By Luís Miguel Duarte
e-Journal of Portuguese History, Vol.1:2 (2003)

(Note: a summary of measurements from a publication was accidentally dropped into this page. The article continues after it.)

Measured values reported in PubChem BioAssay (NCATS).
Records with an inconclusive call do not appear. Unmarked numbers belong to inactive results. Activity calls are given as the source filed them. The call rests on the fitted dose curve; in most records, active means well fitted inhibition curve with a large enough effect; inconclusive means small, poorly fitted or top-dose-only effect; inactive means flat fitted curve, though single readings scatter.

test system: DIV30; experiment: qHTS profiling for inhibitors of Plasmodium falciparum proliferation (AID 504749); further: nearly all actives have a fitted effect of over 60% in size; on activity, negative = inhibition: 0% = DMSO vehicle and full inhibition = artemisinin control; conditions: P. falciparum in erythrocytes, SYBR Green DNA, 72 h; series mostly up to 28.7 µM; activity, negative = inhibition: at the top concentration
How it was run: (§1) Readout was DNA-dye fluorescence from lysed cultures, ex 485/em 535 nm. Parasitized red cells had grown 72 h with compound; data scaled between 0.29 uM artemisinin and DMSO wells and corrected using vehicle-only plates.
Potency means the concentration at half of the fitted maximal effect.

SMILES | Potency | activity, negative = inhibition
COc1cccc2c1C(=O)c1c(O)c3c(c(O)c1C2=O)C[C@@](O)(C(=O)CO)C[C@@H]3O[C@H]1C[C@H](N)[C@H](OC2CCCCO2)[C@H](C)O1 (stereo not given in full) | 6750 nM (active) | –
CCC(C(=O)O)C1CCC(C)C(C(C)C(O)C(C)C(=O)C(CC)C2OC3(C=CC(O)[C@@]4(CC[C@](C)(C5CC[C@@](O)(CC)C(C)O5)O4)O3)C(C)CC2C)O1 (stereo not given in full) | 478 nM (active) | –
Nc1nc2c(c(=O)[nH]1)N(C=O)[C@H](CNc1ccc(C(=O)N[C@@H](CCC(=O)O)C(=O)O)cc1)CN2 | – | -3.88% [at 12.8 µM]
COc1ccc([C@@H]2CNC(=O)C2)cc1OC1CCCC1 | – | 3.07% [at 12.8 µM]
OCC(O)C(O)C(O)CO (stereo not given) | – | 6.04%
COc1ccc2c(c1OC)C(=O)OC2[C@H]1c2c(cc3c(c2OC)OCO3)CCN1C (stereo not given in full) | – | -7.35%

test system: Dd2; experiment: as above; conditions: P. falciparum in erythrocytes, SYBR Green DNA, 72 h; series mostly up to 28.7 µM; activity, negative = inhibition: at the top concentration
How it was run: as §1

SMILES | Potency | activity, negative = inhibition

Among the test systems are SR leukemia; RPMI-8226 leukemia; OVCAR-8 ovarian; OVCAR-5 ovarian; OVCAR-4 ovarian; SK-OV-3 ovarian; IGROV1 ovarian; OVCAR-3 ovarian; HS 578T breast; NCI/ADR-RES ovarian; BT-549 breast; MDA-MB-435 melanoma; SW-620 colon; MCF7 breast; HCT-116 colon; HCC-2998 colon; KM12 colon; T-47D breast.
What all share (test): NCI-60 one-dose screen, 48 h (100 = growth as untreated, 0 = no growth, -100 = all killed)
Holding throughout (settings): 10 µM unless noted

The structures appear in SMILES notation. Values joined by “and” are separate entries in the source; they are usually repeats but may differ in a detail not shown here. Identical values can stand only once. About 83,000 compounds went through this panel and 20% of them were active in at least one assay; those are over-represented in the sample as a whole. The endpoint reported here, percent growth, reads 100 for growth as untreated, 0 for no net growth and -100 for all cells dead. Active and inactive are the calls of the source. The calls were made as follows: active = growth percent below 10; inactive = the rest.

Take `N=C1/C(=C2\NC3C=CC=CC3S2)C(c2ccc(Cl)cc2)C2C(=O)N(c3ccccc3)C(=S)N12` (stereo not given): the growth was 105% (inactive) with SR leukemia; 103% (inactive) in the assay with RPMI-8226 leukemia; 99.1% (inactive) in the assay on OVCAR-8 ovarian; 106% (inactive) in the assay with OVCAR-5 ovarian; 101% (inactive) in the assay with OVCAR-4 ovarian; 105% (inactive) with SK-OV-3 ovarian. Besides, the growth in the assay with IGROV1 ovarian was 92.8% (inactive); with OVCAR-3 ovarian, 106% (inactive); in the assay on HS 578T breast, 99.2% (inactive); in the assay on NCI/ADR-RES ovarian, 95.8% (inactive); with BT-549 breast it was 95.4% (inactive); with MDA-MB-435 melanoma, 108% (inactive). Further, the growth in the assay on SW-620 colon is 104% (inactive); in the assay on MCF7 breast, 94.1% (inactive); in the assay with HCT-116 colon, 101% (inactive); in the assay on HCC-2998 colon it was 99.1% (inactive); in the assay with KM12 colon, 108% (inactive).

Abstract: It had traditionally been thought that the history of the Portuguese mediaeval parliament was exhausted from the point of view of available information; almost all approaches had studied the Cortes from a legal angle. In 1990, Armindo de Sousa published As Cortes Medievais Portuguesas (1385-1490); this work was to radically renew everything that was known about the theme, proving that, even from the strictly factual point of view, there continued to be a large number of errors and gaps and, above all, suggesting a sociological and political approach to the mediaeval parliament, treating the texts that were produced at the Cortes as discourses, rejecting biologistic theories and concepts such as nature and decadence, lingering in particular over the study of the primary and secondary functions of parliament. But this book, which represented a complete break with everything that had previously been written on the theme, did not provoke any significant reaction either in Portugal or in other countries, being received in virtual silence. Thirteen years after its publication, this article seeks to rekindle discussion about the more controversial and innovative aspects of Armindo de Sousa’s thesis, as well as updating it in regard to a number of aspects and putting forward a new agenda for research into the Portuguese mediaeval parliament.